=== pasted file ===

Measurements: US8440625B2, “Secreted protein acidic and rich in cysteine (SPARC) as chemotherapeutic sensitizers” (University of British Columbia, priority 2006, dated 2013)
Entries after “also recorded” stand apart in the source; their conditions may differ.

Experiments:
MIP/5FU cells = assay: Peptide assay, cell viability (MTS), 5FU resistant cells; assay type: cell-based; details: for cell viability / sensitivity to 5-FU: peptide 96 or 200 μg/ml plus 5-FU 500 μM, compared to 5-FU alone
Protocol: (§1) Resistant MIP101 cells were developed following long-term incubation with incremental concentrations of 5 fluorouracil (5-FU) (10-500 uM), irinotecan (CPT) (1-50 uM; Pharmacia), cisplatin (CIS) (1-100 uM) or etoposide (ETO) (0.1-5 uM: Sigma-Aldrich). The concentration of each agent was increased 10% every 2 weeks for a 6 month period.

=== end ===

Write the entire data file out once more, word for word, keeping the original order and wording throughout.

Measurements: US8440625B2, “Secreted protein acidic and rich in cysteine (SPARC) as chemotherapeutic sensitizers” (University of British Columbia, priority 2006, dated 2013)
Entries after “also recorded” stand apart in the source; their conditions may differ.

Experiments:
MIP/5FU cells = assay: Peptide assay, cell viability (MTS), 5FU resistant cells; assay type: cell-based; details: for cell viability / sensitivity to 5-FU: peptide 96 or 200 μg/ml plus 5-FU 500 μM, compared to 5-FU alone
Protocol: (§1) Resistant MIP101 cells were developed following long-term incubation with incremental concentrations of 5 fluorouracil (5-FU) (10-500 uM), irinotecan (CPT) (1-50 uM; Pharmacia), cisplatin (CIS) (1-100 uM) or etoposide (ETO) (0.1-5 uM: Sigma-Aldrich). The concentration of each agent was increased 10% every 2 weeks for a 6 month period.